Gold and silver prices ended the first week of the year nearly
flat after four sessions of intense volatility rocked by the
fiscal cliff deal, the dollar rallying from its lows and worries
that the Federal Reserve will end quantitative easing sooner than
SPDR Gold Shares (
), tracking a 10th of an ounce of bullion, closed the week down
0.06% at 160.44, slightly below its 200-day moving average.
Market Vectors Gold Miners ETF (
) eked out a 0.89% gain, ending the week at 45.33. It appears to
have hit resistance at the key 200-day line and is in a confirmed
IShares Silver Trust (
) added 0.47% for the week to close at 29.24, below its 200-day
line, which confirms a downtrend.
Silver Miners ETF (
) added 2.31% to 22.51. It closed above its 200-day line but
below the 50-day line, indicating a weak uptrend.
PowerShares DB U.S.
Dollar Index Bullish (
), measuring the greenback against a basket of major foreign
currencies, surged 0.96% to a one-month high of 21.99. But it's
still trading below its 200-day line, which is bearish. The most
volatile trading tends to occur below this line, so sharp moves
have to be questioned.
Here are five reasons the precious metals bugs believe traders
should buy gold and silver at current levels.
1. They're oversold and likely to stage a short-term rebound
on bargain hunting.
"Gold and silver are the most oversold near term of any major
market we track," Harry Dent, founder of HS Dent in Tampa, Fla.,
wrote in an email. "Hence, we think there is not a lot of
downside and more upside than in stocks in the months ahead."
Dent projects gold futures will rise to $2,030 to $2,080 an ounce
if it can break above $1,800 an ounce.
2. They may find support at December lows.
If GLD holds support at its Dec. 20 low of 158.39, Anthony
Welch recommends buying with a stop below 157. He is a principal
at Sarasota Capital Strategies in Osprey, Fla., and portfolio
manager of Currency Strategies Fund . Although the dollar is
rallying against the euro and pound, it's falling against the
Australian and Canadian dollars, which he expects will
"Gold wasn't meant to be day traded, rather it has served as a
store of value for thousands of years and generally should be
considered as such," Anthony Welch wrote.
3. The sell-off may have been a knee-jerk reaction to the
Federal Reserve's minutes showing that some members believe it
should end the quantitative easing program before year's end.
The selling Thursday and Friday resulted from traders booking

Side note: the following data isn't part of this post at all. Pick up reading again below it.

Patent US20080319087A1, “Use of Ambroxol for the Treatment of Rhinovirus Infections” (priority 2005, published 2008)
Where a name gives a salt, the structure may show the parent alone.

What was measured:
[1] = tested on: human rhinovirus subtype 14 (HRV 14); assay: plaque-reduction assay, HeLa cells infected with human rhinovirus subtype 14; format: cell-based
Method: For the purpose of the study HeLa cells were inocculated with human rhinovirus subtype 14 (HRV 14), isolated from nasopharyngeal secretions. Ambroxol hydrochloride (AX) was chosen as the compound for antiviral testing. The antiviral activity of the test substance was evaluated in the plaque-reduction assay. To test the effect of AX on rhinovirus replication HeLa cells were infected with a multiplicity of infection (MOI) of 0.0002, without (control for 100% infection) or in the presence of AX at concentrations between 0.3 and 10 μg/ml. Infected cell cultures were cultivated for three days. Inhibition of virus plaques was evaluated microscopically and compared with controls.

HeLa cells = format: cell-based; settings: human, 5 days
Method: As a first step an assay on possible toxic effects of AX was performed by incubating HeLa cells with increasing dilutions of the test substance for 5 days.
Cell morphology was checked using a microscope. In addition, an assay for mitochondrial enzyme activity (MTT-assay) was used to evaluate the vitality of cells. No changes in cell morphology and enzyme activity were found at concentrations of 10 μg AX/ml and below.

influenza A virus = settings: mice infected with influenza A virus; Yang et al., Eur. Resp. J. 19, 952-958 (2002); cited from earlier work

profits as the news emerged, says Yiorgo Aretos, founder of TMP
Group, a stock market research firm. When a few traders sell on
the news, the crowd follows suit, selling on fear.
Gold and silver prices are suffering from short-term euphoria
that the global economy is improving says G. Miguel
Perez-Santalla, a vice president of business development at
BullionVault.com, an online precious metals dealer and storage
4. If U.S. economic growth slows, the Federal Reserve will
have to maintain its quantitative easing plan.
"U.S. growth is going to slow in the first quarter and that
will fuel more stimulus globally and the Fed may back off of
(Friday's) statement that they may curb QE3 later this year,"
Dent wrote. "If China does continue to see growth accelerate and
add more stimulus, as we expect, gold and silver will like that
as well. Fifty-two percent of gold purchases come from China and
5. Uncle Sam is still drowning in debt and spends more than he
"Washington is obviously going to continue running deficits
and (Federal Reserve Chairman Ben) Bernanke is going to
accommodate, which is bullish for gold," Adrian Day, president of
Adrian Day Asset Management, said in an email.
The Bear Case
Gold is selling off because deflation poses a greater risk to
the global economy than inflation, said Bill Strazzullo, chief
market strategist at Bell Curve Trading in New Jersey.
"The main drivers of global economic growth: U.S., Europe, and
China all have significant questions/challenges regarding their
economic performance in 2013," Strazzullo, said in an email.
He projects gold will drop below $1,600 an ounce and silver
$27-$28 an ounce in the short term. Gold will slip below $1,400
an ounce and silver $20 an ounce longer term, he said.
Precious metals prices have been falling as the dollar
strengthens against the yen, pound and euro. The yen is
depreciating under the weight of the country's debt, which hovers
over 220% of GDP, and the Bank of Japan debasing the currency to
"We see the market shifting from the speculative currencies
(euro, yen and pound) to something that is relatively more stable
-- the U.S. dollar," Andrew Norman, an analyst at
BullandBearMash.com, said in an email. "The U.S. dollar trend
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